Dealing with eczema on skin of color? It can show up differently depending on your skin tone. Learn about the symptoms of eczema and your treatment options.

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Eczema On Skin Of Color: Appearance, Symptoms, And Treatment

08/17/20228 min read

Your skin color is part of what makes you you. But when it comes to eczema, it’s important to remember that it can appear differently depending on the shade of your beautiful skin. If you’re curious about eczema on skin of color, stick around.

In this article, we’ll discuss the appearance of eczema on skin of color as well as symptoms of this common skin condition. Then, you’ll read several tips for treating your eczema and easing the discomfort. But before that, we’ll do a quick review of eczema and skin of color in general.

Table Of Contents

Eczema And Skin Of Color

Young woman touching her skin

Eczema is an umbrella term for several skin conditions, but the most common form is scientifically known as atopic dermatitis. This is what people typically refer to when they say “eczema.”

Did you know research suggests that people of color are more likely to develop eczema? This is due to both environmental factors and genetics.

While the exact cause of eczema is a bit of a mystery, if it runs in your family, you’re more likely to have it. If you live in a place with more allergens, like dust or mold, you’re at greater risk, too.

So, what makes eczema eczema? Healthy skin that’s working at 100% serves as a protective barrier between your body and the outside world. One of the jobs of this barrier is to keep moisture in your skin.

If you have eczema, your skin barrier is compromised. That means moisture escapes more easily, — causing dry skin — and that irritants make more of an impact.

That said, let’s discuss how eczema appears on skin of color.

Eczema On Skin Of Color: Appearance

If you’ve heard that eczema is a red rash (in addition to being dry and itchy), that’s true. But it’s only part of the story because that’s how it shows up on light skin tones. On darker skin tones, eczema looks more like a dark brown, purple, or gray rash.

Plus, the National Eczema Association notes that a unique form of eczema can show up on skin of color.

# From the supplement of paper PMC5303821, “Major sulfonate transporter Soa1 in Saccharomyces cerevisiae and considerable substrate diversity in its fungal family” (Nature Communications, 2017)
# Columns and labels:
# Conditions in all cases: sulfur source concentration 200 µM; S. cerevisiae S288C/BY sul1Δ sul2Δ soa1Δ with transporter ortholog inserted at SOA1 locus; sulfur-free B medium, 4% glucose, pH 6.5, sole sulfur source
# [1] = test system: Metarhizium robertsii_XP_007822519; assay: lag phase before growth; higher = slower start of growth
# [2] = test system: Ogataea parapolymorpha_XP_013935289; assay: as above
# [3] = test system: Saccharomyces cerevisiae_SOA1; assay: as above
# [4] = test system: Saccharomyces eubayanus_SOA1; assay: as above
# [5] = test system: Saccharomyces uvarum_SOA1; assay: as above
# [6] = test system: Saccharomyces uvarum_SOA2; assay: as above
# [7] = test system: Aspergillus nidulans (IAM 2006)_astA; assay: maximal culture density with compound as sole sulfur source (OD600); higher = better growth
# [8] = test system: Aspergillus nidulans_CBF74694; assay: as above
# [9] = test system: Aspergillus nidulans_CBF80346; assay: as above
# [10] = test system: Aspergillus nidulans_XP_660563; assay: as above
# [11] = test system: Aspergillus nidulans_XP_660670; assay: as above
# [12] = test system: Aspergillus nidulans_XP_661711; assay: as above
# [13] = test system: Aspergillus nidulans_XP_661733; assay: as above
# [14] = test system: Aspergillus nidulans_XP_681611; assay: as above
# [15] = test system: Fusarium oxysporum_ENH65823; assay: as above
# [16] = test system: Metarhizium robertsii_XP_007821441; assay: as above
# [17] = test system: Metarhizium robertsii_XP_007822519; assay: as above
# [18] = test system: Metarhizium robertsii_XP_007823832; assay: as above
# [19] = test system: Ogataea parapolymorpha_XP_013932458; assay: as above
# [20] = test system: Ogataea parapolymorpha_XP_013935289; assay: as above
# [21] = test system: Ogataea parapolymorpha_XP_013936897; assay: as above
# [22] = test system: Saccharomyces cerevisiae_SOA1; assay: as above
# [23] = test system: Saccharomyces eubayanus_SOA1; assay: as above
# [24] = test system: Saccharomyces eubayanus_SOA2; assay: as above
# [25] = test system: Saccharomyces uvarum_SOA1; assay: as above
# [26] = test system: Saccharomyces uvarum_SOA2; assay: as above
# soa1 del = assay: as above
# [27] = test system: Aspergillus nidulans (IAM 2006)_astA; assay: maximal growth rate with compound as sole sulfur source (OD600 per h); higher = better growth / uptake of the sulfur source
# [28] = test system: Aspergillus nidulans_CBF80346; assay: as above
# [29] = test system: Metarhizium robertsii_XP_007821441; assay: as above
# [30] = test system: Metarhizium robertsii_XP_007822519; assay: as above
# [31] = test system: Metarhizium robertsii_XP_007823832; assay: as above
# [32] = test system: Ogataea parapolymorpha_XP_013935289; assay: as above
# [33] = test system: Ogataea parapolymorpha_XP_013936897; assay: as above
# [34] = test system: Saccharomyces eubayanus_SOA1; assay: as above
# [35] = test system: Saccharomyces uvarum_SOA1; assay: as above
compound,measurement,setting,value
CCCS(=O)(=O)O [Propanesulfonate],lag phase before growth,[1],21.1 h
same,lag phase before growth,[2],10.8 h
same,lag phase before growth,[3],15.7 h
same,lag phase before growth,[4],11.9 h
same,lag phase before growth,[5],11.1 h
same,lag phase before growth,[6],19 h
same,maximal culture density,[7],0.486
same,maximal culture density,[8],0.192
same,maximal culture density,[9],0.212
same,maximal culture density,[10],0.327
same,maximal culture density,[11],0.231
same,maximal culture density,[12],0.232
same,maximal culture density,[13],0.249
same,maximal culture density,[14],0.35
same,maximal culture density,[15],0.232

They state: “Black Americans more commonly develop small bumps on the torso, arms, and legs (called papular eczema). Sometimes, bumps develop around hair follicles and resemble goosebumps (this is known as follicular accentuation).”

After a flare-up, people with darker skin often have more changes in skin color than people with lighter skin. The healed patches may be lighter or darker than the rest of your skin.

Symptoms Of Eczema

Woman scratching itchy eczema on black skin

If you have eczema, you’re probably well aware of many of the symptoms. But if you’re still trying to figure out if this skin condition is what’s plaguing you, make an appointment with your dermatologist.

In the meantime, here are a few of the common symptoms to watch for:

  • Skin inflammation
  • Dry skin
  • Itchy skin
  • Scaly skin
  • It comes and goes (flare-ups)
  • Brown, purple, or gray patches of skin
  • Swollen, warm patches of skin
  • Small bumps, like goosebumps, on your trunk, arms, or legs (these are called papular lesions)
  • Dark circles around your eyes

How To Treat Your Eczema

Once you know eczema is what you’re dealing with, it’s time to take action. While there’s no definitive cure for eczema, there are ways to help avoid flare-ups and soothe your itchy, irritated skin.

Eczema might look different based on your skin tone, but caring for your eczema-prone skin is similar across the board. Below, we’ll list several alternative treatment options. But keep in mind that your dermatologist can prescribe a steroid cream or oral steroids if needed.

Don’t Scratch

Man scratching his face with eczema on skin of color

Eczema can be unbearably itchy, but you aren’t doing yourself any favors by scratching it. Scratching only serves to irritate your skin even more. And, for skin of color, scratching might lead to thick skin and skin discoloration.

Keep your hands busy and resist the urge.

Avoid Fragrances

Atopic skin is dry and sensitive. Treat it tenderly by avoiding moisturizing creams that contain fragrances. They might smell nice, but fragrance is an irritant. Instead, look for lotions and creams that are “fragrance-free,” not just “unscented.”